Sir Francis BIGOD of Settrington, Knight
Born: 4 Oct 1507, Seaton How, Yorkshire, England
Died: 2 Jun 1537, Tyburn, Warwickshire, England
Father: John BIGOD of Settrington
Mother: Joan STRANGEWAYS
Married: Catherine CONYERS ABT 1527
1. Ralph BIGOD
2. Dorothy BIGOD
A member of the ancient family of Bigod, or Bigot, of Settrington, was descended from John, brother and heir of Roger Bigod, sixth earl of Norfolk. His grandfather, Sir Ralph Bigod, died in 1515, leaving Francis, then aged seven, his heir (Inq. p.m. 7 Hen. VIII, Bigod 22 Bigod Nos. 139, 144) ; for his father, John Bigod, had fallen in the Scotch wars.
He had livery of lands by patent, 21 Dec 1529 (Pat. 21 Hen. VIII, p. i., m. 28), and was soon afterwards knighted. He spent some time at Oxford, but took no degree, though his letters show that he was a scholar. In 1527 and the following years he was in the service of Cardinal Wolsey, and under Thomas Cromwell, Wolsey's successor in the favour of Henry VIII, was engaged in advancing in Yorkshire the King's reforms in church matters. Rastell, the chronicler, in a letter to Cromwell, 17 Aug 1534 (Cal. of State Papers Hen. FZZJ, vol. vii. no. 1070), calls Bigod wise and well learned ; and Bale describes him as ' homo naturalium splendore nobilis ac doctus et evangelicse veritatis amator'. His letters to Cromwell, many of which are preserved in the Public Record Office, show him to have been deeply in debt. In particular he owed the Lord Chancellor, Thomas Cromwell, money and was being pressed to pay up.
Sir Francis gained the favour of King Henry, by advocating the dissolution of the monasteries in “A Treatise on the Impropriation of Benefices”, against the impropriation of parsonages by the monasteries (London, by Tho. Godfray cum privileyio re- ffali, small 8vo). It appears to have been written after the birth of Elizabeth and before Anne Boleyn's disgrace. Afterwards Bigod changed his views with respect to the dissolution of the monasteries, becoming eventually a vehement opposer of the extreme measures of the King.The murder of David Seignory by a group of 10 men from Settrington took place in Malton in Mar 1536. The examination of Richarde Forde, servant to Sir Francis Bigod, says that on the 4 Mar last he waited on Ralph Bigod, brother to Sir Francis, from Mulgrave castle, after they had dined with the bailiff to Pickering, 16 miles off; there bated their horses, and rode to Settrington, eight miles further, where they arrived at 7p.m. At the house of Sir Francis, where they supped. At supper, some one brought word that Percival Worme, John Bygod, Christopher Williamson, William Cornforthe, Harryson, William Dobson, Simon Arundell, Edward Fleccher, Wylfryde Fulthorpe and George Dakins had ridden to the house of Richard Reysing at Malton, two miles off, to murder one David Seignory, servant to Mr. Eure. On this Ralph Bigod ordered their horses, that they might prevent the act; but before they came to Richard Reisyng's house, where the murder was done, they met Percival Worme and his company, who informed them that they had done it. (Letters and Paper Henry VIII 1536. No.553.). After the murder Worme and his gang rode to Scotland. Sometime later they were known to be within the Bishopric of Durham all of which was sanctuary. Thomas Cromwell, on behalf of the King, tried to persuade Sir Francis Bigod that though the King could not remove them from the Bishopric he could. At which Sir Francis, though agreeing that they had committed a dreadful crime, told Cromwell that northern traditions of sanctuary were more important and he would not assist bringing the Settrington murders to trial. The Eures, Malton's leading family, complained to the King as to the attitude of Francis Bigod but also about the part played of George Dakins. Ralph Eure accused Dakins of assisting in the murder and getting off scot free because of his influence in high places. As a servant of Richard Cromwell, the nephew of Henry VIII's Vicar General, it cannot be doubted that Dakins did have influence. It also cannot be doubted that in Cromwell's record of the event that recording of the first name George then the leaving of the surname blank events is a rather crude attempt to hide or at least not to official record the obvious truth.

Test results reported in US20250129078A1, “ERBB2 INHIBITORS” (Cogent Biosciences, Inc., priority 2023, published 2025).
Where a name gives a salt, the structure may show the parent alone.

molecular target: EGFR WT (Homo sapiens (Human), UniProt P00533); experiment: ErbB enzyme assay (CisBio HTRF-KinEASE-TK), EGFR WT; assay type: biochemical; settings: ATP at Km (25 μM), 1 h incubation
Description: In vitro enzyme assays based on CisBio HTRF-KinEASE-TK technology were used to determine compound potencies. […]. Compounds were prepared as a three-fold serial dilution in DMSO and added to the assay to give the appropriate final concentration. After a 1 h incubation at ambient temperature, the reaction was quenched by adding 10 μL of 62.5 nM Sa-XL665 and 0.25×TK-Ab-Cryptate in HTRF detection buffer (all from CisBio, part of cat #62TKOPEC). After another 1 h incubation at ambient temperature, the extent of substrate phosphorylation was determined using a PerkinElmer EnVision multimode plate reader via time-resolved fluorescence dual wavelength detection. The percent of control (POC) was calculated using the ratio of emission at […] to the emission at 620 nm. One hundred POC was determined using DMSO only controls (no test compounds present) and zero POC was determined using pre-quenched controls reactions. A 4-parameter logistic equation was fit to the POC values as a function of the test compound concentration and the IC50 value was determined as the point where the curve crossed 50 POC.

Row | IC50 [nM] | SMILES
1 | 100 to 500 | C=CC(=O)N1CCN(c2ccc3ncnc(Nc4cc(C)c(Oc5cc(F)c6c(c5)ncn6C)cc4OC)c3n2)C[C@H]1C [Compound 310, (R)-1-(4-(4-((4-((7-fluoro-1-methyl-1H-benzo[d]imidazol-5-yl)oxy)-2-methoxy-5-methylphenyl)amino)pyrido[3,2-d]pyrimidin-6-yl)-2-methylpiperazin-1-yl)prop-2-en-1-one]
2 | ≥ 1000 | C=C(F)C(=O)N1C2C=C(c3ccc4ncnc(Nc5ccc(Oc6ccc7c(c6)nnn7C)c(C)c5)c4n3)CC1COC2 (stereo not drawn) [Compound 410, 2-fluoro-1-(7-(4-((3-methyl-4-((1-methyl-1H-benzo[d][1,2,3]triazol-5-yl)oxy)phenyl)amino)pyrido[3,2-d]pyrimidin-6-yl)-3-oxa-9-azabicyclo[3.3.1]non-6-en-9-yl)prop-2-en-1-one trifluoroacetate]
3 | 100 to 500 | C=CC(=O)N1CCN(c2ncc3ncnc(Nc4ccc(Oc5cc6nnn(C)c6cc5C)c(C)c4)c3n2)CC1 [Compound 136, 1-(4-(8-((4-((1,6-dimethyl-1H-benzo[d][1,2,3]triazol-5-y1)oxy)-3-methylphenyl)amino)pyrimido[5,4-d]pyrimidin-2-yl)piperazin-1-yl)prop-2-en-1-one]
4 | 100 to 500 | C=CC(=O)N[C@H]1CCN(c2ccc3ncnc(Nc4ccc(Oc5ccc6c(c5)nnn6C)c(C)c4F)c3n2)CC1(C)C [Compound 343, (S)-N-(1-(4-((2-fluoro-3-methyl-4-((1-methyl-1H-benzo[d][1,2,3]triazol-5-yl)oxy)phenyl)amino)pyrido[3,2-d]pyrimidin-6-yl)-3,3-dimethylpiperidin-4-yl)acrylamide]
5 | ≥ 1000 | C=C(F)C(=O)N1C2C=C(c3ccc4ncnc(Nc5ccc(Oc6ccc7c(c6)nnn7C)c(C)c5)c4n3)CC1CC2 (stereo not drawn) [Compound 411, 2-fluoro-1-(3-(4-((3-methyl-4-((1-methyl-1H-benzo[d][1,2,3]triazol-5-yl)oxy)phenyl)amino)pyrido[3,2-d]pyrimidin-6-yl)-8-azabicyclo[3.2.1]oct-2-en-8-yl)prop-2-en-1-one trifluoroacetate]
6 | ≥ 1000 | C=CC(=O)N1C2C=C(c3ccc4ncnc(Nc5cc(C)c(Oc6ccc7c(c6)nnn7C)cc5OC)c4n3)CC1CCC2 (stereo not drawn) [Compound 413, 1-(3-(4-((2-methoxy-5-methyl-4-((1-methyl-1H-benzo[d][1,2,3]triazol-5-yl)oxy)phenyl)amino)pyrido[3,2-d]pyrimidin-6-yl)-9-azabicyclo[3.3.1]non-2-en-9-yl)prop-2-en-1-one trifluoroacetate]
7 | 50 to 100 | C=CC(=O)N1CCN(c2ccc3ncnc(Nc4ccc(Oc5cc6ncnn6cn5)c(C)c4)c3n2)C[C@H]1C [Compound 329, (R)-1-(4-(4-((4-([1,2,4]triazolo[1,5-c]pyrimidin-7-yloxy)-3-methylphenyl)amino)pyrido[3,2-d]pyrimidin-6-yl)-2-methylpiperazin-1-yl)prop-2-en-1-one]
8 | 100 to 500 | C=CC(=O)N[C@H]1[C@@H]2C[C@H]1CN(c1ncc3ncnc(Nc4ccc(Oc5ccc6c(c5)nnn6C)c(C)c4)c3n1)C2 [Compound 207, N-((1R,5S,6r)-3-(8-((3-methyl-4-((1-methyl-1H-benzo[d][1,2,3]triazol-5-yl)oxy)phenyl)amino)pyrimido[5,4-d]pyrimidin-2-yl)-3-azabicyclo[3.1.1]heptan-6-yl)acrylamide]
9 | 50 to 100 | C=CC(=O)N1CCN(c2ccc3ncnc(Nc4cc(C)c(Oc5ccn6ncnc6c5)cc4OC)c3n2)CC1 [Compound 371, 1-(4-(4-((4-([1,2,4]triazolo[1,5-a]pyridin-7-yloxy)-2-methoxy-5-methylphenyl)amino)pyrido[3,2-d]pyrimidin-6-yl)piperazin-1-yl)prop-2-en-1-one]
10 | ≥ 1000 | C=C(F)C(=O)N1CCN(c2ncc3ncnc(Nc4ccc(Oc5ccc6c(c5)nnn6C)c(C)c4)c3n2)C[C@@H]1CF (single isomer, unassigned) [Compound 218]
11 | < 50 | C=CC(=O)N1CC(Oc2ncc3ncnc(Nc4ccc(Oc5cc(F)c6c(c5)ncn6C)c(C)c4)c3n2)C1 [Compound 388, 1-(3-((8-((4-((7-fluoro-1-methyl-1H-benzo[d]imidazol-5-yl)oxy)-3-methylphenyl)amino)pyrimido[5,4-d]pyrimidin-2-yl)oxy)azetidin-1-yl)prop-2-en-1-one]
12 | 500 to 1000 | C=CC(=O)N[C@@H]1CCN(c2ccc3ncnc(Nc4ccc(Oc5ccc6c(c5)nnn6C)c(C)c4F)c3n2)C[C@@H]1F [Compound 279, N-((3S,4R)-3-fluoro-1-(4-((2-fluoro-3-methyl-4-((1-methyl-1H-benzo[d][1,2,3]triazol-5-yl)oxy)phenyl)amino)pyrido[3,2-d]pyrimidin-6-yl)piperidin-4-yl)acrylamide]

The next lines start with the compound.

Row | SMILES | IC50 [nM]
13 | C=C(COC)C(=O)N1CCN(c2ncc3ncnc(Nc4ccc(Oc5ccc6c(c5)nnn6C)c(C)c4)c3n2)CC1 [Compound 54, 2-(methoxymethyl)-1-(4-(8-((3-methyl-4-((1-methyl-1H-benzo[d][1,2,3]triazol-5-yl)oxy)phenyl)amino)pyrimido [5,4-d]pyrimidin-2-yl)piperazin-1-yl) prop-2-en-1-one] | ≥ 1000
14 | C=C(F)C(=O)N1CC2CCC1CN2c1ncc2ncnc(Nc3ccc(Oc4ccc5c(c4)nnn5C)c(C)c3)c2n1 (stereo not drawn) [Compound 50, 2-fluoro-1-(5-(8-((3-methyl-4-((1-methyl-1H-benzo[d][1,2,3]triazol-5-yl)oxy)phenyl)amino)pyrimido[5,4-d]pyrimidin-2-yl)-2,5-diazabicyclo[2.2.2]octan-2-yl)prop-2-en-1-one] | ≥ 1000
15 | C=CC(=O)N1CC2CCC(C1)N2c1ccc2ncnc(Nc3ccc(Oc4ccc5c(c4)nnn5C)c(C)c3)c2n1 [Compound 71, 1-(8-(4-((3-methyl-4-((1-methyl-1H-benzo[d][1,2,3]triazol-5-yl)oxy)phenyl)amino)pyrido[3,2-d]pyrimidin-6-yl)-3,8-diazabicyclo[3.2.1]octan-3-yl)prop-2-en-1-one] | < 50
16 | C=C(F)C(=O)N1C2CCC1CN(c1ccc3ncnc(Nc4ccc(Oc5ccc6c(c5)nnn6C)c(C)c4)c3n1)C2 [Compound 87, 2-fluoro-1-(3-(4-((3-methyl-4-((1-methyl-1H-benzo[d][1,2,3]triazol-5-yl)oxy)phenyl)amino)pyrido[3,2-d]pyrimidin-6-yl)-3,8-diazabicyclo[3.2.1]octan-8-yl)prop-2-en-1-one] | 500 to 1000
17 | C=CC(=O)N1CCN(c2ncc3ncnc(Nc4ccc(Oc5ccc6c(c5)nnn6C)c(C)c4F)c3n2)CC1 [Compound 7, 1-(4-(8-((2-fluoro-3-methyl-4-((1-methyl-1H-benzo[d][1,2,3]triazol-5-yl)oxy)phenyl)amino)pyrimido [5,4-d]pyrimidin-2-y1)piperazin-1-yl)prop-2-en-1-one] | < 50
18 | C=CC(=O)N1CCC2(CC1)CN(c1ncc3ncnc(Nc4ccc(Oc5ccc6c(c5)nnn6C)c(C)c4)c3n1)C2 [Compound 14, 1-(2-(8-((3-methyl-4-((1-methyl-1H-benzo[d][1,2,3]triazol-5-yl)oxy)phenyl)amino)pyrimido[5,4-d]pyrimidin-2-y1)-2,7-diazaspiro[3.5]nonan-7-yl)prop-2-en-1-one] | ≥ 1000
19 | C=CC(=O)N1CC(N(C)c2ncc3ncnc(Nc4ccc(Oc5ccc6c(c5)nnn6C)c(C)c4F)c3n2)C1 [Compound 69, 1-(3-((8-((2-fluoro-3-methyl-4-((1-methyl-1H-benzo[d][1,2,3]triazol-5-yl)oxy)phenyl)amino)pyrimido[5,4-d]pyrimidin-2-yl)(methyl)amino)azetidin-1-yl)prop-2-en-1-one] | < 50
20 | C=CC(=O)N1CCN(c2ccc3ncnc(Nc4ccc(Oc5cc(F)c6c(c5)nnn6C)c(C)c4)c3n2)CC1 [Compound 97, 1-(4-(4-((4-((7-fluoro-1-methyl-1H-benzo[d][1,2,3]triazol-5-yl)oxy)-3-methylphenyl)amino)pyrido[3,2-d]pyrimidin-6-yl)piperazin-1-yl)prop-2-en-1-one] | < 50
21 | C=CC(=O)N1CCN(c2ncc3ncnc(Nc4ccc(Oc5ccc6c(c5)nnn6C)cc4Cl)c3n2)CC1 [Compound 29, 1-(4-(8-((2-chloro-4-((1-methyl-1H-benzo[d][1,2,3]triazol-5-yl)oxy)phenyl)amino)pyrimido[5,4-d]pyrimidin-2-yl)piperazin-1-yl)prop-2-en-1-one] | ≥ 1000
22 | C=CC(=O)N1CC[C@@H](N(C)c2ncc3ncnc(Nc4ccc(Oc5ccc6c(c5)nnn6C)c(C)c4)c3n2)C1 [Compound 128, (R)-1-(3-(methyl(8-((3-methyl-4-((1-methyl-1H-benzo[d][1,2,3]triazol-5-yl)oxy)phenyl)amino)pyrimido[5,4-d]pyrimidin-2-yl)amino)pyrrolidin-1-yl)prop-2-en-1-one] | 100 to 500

Bigod stood aloof from the first Pilgrimage of Grace, 1536, saying that although he approved of the rebellion, he did not wish to put himself prominently forward, as people looked upon him with jealousy on account of his superior learning. Bigod translated some Latin works, and, during the insurrec tion, wrote against the royal supremacy.